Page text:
Tag Archives: classroom advice

Obsessed with Working Memory: SOLUTIONS!

Once we anticipate and recognize working memory problems in our classrooms, teachers have many (MANY) flexible strategies to solve those problems. Continue reading



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Naps In Schools (Just Might) Improve Classroom Learning

I like a good nap. I’m not sure there’s such a thing as a bad nap. But for this blog we must ask: can naps benefit learning? We’ve written often about the importance of a good night’s sleep for learning.



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Does Banning Classroom Technology Improve Engagement? Learning?

A study looking a technology ban in a classroom yielded puzzling results, and insightful recommendations. Continue reading



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Decorating the Classroom: How Much Is Too Much?

Teachers decorate classrooms for many reasons — especially to make students feel at home. Recent research, however, suggests that too much decoration distracts students’ attention an interferes with their memory. When it comes to classroom decoration, there can indeed be too much of a good thing. Continue reading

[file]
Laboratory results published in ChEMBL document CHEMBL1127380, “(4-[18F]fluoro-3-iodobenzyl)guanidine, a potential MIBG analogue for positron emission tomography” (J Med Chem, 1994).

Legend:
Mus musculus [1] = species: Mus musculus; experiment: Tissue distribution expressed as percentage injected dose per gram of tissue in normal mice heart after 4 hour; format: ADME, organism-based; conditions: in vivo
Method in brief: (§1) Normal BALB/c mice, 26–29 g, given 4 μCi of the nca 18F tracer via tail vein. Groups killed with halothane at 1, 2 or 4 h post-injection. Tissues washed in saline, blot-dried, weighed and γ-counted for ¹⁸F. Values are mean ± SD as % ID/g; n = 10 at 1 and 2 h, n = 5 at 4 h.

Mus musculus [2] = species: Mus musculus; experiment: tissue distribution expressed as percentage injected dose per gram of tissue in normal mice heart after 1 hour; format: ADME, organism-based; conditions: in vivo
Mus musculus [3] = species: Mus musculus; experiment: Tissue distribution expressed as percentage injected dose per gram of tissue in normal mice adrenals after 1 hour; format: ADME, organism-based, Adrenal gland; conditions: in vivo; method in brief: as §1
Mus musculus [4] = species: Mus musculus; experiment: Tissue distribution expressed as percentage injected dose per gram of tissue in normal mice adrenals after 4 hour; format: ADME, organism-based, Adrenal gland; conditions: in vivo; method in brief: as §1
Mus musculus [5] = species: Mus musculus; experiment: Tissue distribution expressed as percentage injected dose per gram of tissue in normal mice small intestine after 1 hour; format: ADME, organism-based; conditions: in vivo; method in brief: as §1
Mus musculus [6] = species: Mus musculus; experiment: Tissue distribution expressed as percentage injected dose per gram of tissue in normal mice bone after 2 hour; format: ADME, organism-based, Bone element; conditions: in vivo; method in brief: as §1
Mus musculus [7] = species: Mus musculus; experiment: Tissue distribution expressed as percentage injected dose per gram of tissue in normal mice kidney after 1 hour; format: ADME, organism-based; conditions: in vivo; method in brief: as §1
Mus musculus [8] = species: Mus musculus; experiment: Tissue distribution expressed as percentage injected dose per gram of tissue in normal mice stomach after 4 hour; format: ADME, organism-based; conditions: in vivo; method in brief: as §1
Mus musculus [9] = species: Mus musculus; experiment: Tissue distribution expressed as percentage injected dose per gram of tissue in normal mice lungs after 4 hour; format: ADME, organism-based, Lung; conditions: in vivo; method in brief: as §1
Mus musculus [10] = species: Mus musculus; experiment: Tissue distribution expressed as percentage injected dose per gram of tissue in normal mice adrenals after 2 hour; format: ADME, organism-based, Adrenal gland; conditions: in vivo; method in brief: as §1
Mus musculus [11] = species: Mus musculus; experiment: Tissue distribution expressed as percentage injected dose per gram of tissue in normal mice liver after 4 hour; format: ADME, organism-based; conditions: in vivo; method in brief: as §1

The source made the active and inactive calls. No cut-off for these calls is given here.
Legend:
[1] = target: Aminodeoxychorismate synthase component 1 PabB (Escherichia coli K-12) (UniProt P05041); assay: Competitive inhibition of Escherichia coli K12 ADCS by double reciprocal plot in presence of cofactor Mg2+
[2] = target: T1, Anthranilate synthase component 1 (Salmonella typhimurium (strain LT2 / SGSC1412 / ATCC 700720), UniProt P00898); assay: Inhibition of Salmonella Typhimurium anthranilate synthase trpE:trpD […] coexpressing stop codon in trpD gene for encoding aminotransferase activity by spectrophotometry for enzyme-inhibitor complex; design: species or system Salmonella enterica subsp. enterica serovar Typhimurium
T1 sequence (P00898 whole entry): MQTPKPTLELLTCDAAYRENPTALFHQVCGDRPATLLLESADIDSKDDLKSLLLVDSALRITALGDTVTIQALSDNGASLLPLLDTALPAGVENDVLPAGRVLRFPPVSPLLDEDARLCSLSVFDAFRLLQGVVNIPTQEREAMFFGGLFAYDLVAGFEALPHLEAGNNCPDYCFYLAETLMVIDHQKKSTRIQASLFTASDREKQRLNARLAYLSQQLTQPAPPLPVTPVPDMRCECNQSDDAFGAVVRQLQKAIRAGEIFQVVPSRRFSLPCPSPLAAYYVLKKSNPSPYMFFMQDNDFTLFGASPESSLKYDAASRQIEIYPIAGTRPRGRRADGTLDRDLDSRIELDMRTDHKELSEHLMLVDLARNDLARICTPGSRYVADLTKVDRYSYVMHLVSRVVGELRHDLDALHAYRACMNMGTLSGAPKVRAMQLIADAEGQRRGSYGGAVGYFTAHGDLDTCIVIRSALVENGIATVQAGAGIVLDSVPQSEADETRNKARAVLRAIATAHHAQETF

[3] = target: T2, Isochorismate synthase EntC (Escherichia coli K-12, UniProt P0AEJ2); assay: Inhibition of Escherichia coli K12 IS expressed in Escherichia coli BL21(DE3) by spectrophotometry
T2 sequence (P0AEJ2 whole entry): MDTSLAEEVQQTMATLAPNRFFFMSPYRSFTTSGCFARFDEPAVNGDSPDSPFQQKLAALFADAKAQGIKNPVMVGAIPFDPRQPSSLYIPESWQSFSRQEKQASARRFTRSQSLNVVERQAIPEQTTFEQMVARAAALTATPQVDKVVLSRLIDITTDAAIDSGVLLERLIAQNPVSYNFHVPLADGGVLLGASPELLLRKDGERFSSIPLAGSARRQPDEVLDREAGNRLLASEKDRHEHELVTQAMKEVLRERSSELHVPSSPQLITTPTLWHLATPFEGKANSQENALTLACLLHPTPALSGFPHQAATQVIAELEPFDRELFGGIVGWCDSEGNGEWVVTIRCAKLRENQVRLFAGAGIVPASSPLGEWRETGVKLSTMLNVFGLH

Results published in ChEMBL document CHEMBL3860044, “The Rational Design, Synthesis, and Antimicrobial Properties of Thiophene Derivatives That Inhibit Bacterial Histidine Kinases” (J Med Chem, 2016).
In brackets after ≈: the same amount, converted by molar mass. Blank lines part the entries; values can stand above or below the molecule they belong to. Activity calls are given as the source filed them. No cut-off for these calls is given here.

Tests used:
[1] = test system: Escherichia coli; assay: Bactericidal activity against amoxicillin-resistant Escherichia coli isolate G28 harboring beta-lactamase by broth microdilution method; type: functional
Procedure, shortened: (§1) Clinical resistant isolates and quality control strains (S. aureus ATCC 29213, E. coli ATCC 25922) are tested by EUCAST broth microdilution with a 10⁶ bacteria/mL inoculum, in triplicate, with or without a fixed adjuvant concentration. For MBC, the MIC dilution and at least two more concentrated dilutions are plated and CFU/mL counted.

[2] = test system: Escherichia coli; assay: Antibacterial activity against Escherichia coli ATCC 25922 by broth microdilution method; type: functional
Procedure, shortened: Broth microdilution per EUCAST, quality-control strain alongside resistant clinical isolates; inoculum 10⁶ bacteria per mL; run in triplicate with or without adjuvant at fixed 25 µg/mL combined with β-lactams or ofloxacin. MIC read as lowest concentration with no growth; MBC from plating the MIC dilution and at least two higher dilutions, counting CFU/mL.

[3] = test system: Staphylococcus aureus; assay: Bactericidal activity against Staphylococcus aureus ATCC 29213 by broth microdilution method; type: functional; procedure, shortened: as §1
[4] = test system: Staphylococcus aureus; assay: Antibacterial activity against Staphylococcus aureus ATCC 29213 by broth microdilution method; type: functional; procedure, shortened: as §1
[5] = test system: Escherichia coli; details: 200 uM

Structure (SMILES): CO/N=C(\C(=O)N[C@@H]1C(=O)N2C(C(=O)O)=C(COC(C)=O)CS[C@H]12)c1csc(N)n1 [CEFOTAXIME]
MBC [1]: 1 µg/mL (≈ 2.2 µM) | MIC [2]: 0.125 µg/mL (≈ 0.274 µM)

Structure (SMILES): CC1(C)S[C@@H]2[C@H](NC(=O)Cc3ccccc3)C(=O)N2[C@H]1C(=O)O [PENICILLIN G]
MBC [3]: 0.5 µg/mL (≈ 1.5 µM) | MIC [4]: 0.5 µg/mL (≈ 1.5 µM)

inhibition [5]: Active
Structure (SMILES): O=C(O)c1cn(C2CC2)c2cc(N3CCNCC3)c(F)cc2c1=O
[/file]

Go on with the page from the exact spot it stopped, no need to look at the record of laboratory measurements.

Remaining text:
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Design Thinking: How Does It Work In The Classroom?

A careful study of design thinking finds modest successes — especially for students who have struggled in school. Continue reading



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“But I Study Much Better With My Music On”

Yet another study shows that background music — especially music with lyrics — makes reading comprehension harder, not easier. We study best in silence. Continue reading



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Overcoming Potential Perils of Online Learning

Typical at-home distractions can indeed interfere with online learning. Happily, researchers have suggestions on how best to mitigate these problems. Continue reading



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Handshakes at the Door: Hype, or Helpful?

It’s not just cute videos! Research also shows that greeting individual students at the classroom door leads to higher levels of attention and fewer classroom disruptions. Continue reading



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Constructivism: In The Brain, In The Classroom

Is constructivism a theory of learning, or a theory of teaching? Mike Hobbiss offers a provocative answer. Continue reading



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But Does It Work In The Classroom? (A Hint: YES!)

A large study in five different Florida schools gives us lots of confidence that “interleaving” — mixing up different kinds of practice problems together — helps students learn. This technique takes a little extra time, but it’s highly effective and it’s free. Continue reading



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